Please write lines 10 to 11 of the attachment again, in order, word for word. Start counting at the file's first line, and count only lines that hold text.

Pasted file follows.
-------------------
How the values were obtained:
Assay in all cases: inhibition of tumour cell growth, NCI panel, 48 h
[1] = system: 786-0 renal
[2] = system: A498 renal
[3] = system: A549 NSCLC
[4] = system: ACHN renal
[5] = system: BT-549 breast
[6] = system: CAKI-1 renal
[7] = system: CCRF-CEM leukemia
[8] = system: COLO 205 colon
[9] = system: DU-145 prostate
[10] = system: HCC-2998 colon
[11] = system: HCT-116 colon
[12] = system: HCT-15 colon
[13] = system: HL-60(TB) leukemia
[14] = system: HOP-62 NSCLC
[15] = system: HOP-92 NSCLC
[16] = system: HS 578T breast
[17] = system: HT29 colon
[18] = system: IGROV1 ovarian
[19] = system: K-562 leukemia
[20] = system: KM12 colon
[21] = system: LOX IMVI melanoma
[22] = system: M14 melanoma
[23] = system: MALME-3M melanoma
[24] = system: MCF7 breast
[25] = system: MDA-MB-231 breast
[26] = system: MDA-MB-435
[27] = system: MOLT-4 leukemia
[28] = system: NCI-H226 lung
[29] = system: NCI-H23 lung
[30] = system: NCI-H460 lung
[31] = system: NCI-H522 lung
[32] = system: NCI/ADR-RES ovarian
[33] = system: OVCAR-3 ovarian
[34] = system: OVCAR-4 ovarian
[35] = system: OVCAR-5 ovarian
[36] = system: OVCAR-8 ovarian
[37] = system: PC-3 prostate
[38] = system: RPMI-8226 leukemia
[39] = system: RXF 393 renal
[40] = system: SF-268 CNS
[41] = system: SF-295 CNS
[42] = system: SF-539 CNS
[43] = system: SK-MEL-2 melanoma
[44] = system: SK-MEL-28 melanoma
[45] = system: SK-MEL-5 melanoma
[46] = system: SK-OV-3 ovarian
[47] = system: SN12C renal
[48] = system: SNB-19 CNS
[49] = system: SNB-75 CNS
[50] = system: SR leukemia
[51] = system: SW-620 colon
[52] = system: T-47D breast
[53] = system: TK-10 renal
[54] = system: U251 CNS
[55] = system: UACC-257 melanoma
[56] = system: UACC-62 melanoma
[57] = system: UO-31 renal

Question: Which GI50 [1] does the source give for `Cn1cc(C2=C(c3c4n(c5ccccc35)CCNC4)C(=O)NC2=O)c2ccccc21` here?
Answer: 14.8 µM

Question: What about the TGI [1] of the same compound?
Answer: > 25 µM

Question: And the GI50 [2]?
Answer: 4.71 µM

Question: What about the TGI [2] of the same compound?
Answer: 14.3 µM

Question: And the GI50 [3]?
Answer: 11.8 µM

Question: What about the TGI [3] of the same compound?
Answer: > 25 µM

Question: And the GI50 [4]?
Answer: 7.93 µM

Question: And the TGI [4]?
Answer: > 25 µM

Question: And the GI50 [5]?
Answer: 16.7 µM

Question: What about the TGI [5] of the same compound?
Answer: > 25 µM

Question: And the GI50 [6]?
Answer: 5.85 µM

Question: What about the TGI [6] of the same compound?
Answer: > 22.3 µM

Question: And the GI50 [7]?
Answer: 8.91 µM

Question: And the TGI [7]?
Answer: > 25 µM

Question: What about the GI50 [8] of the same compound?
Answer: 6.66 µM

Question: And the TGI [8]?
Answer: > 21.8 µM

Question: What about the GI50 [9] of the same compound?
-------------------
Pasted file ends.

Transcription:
[8] = system: COLO 205 colon
[9] = system: DU-145 prostate